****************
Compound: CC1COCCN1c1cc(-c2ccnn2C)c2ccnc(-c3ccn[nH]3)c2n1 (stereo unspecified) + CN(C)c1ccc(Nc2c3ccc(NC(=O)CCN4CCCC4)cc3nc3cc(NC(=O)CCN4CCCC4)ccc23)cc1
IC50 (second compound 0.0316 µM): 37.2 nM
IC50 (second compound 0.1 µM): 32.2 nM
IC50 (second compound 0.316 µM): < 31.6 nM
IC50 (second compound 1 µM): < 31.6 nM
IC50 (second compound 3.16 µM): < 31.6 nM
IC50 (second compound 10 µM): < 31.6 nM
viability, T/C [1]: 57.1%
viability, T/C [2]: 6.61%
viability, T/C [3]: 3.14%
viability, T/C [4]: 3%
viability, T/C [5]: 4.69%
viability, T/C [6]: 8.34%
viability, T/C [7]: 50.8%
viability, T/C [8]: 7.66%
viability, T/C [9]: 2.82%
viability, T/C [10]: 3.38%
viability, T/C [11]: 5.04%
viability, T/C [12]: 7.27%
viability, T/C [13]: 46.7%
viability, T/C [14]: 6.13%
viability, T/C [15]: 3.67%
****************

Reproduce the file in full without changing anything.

Compound: CC1COCCN1c1cc(-c2ccnn2C)c2ccnc(-c3ccn[nH]3)c2n1 (stereo unspecified) + CN(C)c1ccc(Nc2c3ccc(NC(=O)CCN4CCCC4)cc3nc3cc(NC(=O)CCN4CCCC4)ccc23)cc1
IC50 (second compound 0.0316 µM): 37.2 nM
IC50 (second compound 0.1 µM): 32.2 nM
IC50 (second compound 0.316 µM): < 31.6 nM
IC50 (second compound 1 µM): < 31.6 nM
IC50 (second compound 3.16 µM): < 31.6 nM
IC50 (second compound 10 µM): < 31.6 nM
viability, T/C [1]: 57.1%
viability, T/C [2]: 6.61%
viability, T/C [3]: 3.14%
viability, T/C [4]: 3%
viability, T/C [5]: 4.69%
viability, T/C [6]: 8.34%
viability, T/C [7]: 50.8%
viability, T/C [8]: 7.66%
viability, T/C [9]: 2.82%
viability, T/C [10]: 3.38%
viability, T/C [11]: 5.04%
viability, T/C [12]: 7.27%
viability, T/C [13]: 46.7%
viability, T/C [14]: 6.13%
viability, T/C [15]: 3.67%